As companies develop and expand in the marketplace, the need for efficient communication with customers and business partners becomes increasingly important. A contact center is one way for a business to organize its communications, both internally and externally. Technical or product support is one major function of contact centers, as are sales or marketing services directed toward clients and consumers.
If your company is considering expanding its outreach to include a contact center, there are many considerations to take into account. The first is a matter of purpose. What function or functions will the contact center be in charge of? Is your company looking strictly for a communications center to handle technical support calls from customers? If the contact center will also house the sales team, more resources and telecommunications tools will be needed. Once the scope of the contact center has been established, focus can be shifted to more quantifiable objectives.
Any contact center, whether single or multi-purpose, should increase productivity by streamlining the tasks to be handled. Customer satisfaction should also increase, particularly with centers devoted exclusively to customer service relations. And with the more efficient direction of these targeted services, costs can be reduced by using telecommunications tools more effectively.
The development and installation of a contact center, of course, will present a significant investment of a company’s time and financial resources. With some planning, budgeting, and equipment research, though, reasonable solutions for these hurdles can be found. In terms of telecommunications tools, options such as VoIP (Voice over Internet Protocol) are making it easier than ever for businesses both large and small to increase their communications reach without going broke in the process. VoIP technology, for instance, enables multiple calls to be transmitted over a single network connection, in addition to fax and data communications. Many VoIP service providers are also offering monthly payment packages with fixed rates, a practical solution for companies looking to budget for a specific period of time.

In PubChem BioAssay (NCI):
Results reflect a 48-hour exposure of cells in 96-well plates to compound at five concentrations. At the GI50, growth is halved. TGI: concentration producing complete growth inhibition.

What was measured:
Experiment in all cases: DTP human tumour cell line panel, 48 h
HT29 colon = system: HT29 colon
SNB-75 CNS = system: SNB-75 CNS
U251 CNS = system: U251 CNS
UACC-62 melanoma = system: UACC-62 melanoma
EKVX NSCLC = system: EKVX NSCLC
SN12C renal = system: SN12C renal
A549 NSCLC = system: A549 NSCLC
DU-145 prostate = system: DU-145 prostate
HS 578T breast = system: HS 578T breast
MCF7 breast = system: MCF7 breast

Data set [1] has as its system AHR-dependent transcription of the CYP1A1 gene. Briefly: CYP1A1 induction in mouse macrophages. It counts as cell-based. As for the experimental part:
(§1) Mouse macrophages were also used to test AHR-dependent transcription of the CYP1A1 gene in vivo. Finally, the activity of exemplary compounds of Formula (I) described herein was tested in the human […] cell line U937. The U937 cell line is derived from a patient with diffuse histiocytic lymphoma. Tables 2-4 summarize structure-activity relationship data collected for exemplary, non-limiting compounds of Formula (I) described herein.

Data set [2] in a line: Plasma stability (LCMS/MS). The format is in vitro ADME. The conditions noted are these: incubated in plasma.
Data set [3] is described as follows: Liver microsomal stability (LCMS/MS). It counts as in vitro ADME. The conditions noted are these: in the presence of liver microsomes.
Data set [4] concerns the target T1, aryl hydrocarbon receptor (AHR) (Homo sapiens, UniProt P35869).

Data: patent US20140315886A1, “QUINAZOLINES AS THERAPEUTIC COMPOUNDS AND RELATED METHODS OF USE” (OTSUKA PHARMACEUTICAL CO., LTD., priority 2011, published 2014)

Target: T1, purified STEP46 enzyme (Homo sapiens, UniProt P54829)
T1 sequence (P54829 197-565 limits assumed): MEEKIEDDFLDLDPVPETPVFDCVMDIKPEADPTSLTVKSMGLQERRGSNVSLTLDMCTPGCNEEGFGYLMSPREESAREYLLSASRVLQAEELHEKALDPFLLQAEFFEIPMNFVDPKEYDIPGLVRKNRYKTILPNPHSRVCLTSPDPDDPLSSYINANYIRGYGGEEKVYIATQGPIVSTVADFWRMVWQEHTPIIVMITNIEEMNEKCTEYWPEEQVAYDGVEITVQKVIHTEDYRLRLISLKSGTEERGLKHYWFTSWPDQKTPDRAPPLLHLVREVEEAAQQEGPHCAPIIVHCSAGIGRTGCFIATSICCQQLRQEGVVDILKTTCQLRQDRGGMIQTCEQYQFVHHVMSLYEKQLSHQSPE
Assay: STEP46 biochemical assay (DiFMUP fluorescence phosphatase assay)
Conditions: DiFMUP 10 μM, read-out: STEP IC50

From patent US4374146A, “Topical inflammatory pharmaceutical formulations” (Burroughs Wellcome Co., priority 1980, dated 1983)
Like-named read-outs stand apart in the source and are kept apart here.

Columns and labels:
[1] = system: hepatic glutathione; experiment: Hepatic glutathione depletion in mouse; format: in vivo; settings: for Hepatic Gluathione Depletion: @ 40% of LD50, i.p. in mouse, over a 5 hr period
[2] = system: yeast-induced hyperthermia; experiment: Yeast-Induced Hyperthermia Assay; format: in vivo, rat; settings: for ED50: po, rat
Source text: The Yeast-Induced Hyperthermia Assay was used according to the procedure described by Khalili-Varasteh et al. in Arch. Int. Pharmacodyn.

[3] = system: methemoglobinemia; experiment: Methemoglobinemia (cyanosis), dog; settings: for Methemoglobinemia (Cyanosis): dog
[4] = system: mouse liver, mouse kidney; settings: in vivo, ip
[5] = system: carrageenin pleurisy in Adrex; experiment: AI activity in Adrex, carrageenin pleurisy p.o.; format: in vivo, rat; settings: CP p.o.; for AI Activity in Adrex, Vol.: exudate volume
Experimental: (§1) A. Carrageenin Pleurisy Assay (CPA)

An additional financial consideration to weigh is the cost of supporting software for use in the contact center. In addition to the basic telecommunications equipment and service plans, there are many different software packages available (http://www.business-software.com/crm/call-center/what-is-call-center-software.php). Some offer “interactive voice response” services, in which a prerecorded voice directs callers through a menu of keypad extension-dialing options. Others offer “call recording,” in which all or a select number of incoming calls can be recorded for quality controls and monitoring. These software features are optional and can be added on or removed as needed.
Whether your company is looking to set up a contact center to provide technical support, sales services, or a combination of the two, there are many considerations that will factor into its development and implementation. Budget projections and software needs are two of the most important components to consider. A contact center is an efficient and often economical solution for businesses looking to expand and connect with customers and partners around the world.
Are you paying too much for your contact center software? Are you satisfied with its capabilities, or do you wish it did more? These are questions most businesses don’t take the time to think about, even though contact center software is one of the most important investments that you’ll make. With a little bit of planning, you can end up saving money and still end up with better functionality. more
The average turnover rate for contact centers is two times greater than it is across all industries. This leads many to consider high agent attrition normal, but the truth is that you can save a lot of money by working to reduce it. more
Owning and operating a business comes with its fair share of ups and downs. That said, the more disheartening moments almost always seem to negatively influence your company’s bottom line. Though by no means an all-inclusive culprit, much of the time, a downtrending bottom line can be accurately chalked up to poor customer service—the numbers back us up on this one. more